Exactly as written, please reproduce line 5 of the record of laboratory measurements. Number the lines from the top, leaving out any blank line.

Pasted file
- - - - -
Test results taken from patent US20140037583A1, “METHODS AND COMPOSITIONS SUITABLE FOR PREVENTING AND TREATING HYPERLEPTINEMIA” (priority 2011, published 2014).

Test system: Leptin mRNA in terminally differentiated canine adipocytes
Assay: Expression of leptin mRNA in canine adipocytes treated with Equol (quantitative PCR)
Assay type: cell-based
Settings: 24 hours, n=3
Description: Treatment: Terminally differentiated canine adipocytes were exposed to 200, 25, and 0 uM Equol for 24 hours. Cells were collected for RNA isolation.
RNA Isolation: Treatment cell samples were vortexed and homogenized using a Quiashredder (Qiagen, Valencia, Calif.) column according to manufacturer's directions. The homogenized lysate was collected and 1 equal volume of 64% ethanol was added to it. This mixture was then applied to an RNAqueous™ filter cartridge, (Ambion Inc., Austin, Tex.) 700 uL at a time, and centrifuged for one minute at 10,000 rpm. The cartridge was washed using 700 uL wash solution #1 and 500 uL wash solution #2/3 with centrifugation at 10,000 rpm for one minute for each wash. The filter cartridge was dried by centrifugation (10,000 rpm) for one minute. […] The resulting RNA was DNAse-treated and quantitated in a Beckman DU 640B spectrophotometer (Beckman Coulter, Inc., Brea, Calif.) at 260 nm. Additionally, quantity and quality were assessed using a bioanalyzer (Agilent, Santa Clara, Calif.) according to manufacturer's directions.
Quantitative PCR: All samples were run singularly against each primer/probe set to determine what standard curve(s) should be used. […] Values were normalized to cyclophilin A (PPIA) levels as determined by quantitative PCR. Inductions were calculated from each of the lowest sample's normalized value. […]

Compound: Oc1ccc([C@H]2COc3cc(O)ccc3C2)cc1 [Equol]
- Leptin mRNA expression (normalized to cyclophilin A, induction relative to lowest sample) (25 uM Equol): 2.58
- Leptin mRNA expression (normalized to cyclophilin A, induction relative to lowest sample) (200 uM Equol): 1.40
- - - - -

Settings: 24 hours, n=3